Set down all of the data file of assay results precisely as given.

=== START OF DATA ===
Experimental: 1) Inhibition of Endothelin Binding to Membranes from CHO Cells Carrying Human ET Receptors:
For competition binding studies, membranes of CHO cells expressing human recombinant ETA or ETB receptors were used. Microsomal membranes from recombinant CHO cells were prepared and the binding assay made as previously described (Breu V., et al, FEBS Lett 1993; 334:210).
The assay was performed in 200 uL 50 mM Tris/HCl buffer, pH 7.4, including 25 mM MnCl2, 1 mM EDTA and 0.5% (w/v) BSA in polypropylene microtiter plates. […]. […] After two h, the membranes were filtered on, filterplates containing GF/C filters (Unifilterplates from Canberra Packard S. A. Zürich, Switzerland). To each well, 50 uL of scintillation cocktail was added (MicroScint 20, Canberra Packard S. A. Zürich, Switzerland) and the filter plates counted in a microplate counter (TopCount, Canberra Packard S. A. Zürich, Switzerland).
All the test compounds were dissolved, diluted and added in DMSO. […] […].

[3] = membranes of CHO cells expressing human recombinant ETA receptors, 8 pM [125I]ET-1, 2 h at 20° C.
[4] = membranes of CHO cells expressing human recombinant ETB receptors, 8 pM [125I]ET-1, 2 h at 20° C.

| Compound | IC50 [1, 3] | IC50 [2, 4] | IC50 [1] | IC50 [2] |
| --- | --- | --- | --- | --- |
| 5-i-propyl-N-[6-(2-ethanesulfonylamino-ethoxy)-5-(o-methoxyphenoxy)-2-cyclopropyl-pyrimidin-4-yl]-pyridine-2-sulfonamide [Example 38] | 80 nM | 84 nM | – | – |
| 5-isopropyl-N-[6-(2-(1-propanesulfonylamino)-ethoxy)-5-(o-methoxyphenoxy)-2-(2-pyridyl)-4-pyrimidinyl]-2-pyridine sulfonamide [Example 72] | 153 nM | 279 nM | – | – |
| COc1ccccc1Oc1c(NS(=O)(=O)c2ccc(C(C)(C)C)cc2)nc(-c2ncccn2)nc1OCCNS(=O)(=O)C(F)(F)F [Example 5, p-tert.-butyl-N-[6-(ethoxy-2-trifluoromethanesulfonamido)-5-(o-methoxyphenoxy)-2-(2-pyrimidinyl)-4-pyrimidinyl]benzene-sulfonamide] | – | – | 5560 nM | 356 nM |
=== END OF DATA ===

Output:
Experimental: 1) Inhibition of Endothelin Binding to Membranes from CHO Cells Carrying Human ET Receptors:
For competition binding studies, membranes of CHO cells expressing human recombinant ETA or ETB receptors were used. Microsomal membranes from recombinant CHO cells were prepared and the binding assay made as previously described (Breu V., et al, FEBS Lett 1993; 334:210).
The assay was performed in 200 uL 50 mM Tris/HCl buffer, pH 7.4, including 25 mM MnCl2, 1 mM EDTA and 0.5% (w/v) BSA in polypropylene microtiter plates. […]. […] After two h, the membranes were filtered on, filterplates containing GF/C filters (Unifilterplates from Canberra Packard S. A. Zürich, Switzerland). To each well, 50 uL of scintillation cocktail was added (MicroScint 20, Canberra Packard S. A. Zürich, Switzerland) and the filter plates counted in a microplate counter (TopCount, Canberra Packard S. A. Zürich, Switzerland).
All the test compounds were dissolved, diluted and added in DMSO. […] […].

[3] = membranes of CHO cells expressing human recombinant ETA receptors, 8 pM [125I]ET-1, 2 h at 20° C.
[4] = membranes of CHO cells expressing human recombinant ETB receptors, 8 pM [125I]ET-1, 2 h at 20° C.

| Compound | IC50 [1, 3] | IC50 [2, 4] | IC50 [1] | IC50 [2] |
| --- | --- | --- | --- | --- |
| 5-i-propyl-N-[6-(2-ethanesulfonylamino-ethoxy)-5-(o-methoxyphenoxy)-2-cyclopropyl-pyrimidin-4-yl]-pyridine-2-sulfonamide [Example 38] | 80 nM | 84 nM | – | – |
| 5-isopropyl-N-[6-(2-(1-propanesulfonylamino)-ethoxy)-5-(o-methoxyphenoxy)-2-(2-pyridyl)-4-pyrimidinyl]-2-pyridine sulfonamide [Example 72] | 153 nM | 279 nM | – | – |
| COc1ccccc1Oc1c(NS(=O)(=O)c2ccc(C(C)(C)C)cc2)nc(-c2ncccn2)nc1OCCNS(=O)(=O)C(F)(F)F [Example 5, p-tert.-butyl-N-[6-(ethoxy-2-trifluoromethanesulfonamido)-5-(o-methoxyphenoxy)-2-(2-pyrimidinyl)-4-pyrimidinyl]benzene-sulfonamide] | – | – | 5560 nM | 356 nM |